Getting the Right Ball in Your Hand

When you walk into your pro shop and see the overwhelming options of bowling balls hanging on the wall, have you ever asked yourself why there so many to choose from?

There are three types of bowling balls used in today’s game: plastic, urethane and reactive.

Let’s go through each one and talk about how adding them to your arsenal will improve your game.

Plastic

A lot of bowlers think the first generation of bowling balls released to the market were plastic, but actually, the first bowling balls produced were made of rubber.

Plastic then became the primary surface for bowling balls, but the game was much simpler when bowlers used this for their strike shot.

Wood was the only lane surface, and the oil pattern laid out didn’t have a fraction of the volume of today’s games.

So that must mean there is no use for a plastic ball any more, right? Wrong.

If you want to fill frames, it’s imperative to throw at spares with a plastic ball. It cuts down angles to the pins and doesn’t have the reaction or down-lane hook the other bowling balls have.

Urethane

The next bowling ball, which was all the rage in the 90’s, was made out of urethane. It was really the beginning of the modern game changing how we played the sport.

Once again, the sport evolved adding more volume and changing the length of the patterns, but that doesn’t mean this ball is obsolete.

In recent years, manufactures have introduced a new line of urethane bowling balls because bowlers found a place for them in today’s modern game.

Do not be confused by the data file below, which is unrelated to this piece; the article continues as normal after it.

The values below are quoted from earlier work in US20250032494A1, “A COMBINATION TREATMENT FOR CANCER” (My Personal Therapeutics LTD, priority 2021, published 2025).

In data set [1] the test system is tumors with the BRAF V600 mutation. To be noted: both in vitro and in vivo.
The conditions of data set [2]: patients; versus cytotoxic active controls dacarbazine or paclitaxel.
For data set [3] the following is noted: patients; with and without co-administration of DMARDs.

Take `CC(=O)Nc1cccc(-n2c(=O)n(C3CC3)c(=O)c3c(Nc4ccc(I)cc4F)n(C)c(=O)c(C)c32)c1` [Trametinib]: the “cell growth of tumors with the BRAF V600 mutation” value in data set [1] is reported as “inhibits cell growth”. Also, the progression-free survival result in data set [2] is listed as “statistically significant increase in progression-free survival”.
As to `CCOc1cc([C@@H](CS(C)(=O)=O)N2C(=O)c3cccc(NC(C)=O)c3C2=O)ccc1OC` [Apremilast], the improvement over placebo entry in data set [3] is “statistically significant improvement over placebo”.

Bowlers turn to the urethane ball on short patterns and extremely dry conditions. Having a urethane ball in your arsenal for league night is a great way to get back to where you’re comfortable after nine other bowlers have helped rip apart the pattern.

Reactive

Now for the heavy hitter the reactive ball. It’s going to hook. This ball revolutionized the sport and the way it is played because it opened up parts of the lane that have never been played before.

For example, when watching the pros on tv, have you ever seen someone loft the gutter cap (sliding as far left as you can while airing the bowling ball out left of the center arrow) before these bowling balls were made? Simple answer: never.

Now that you know a little more about the different kinds of bowling balls and when to use them, you need to learn how to fine tune your equipment to get maximum performance.

Very rarely does a professional use a bowling ball out of the box without adjusting its surface to the lane condition they are competing on.

The reason they do this is to achieve what’s called “matching up”. When you are matched up, your strike percentage increases and your scores do too.

Getting the right ball in your hand, with the right surface, is vital to improving your scores in today’s game. Go out and give it a shot, you’ll like what you see.

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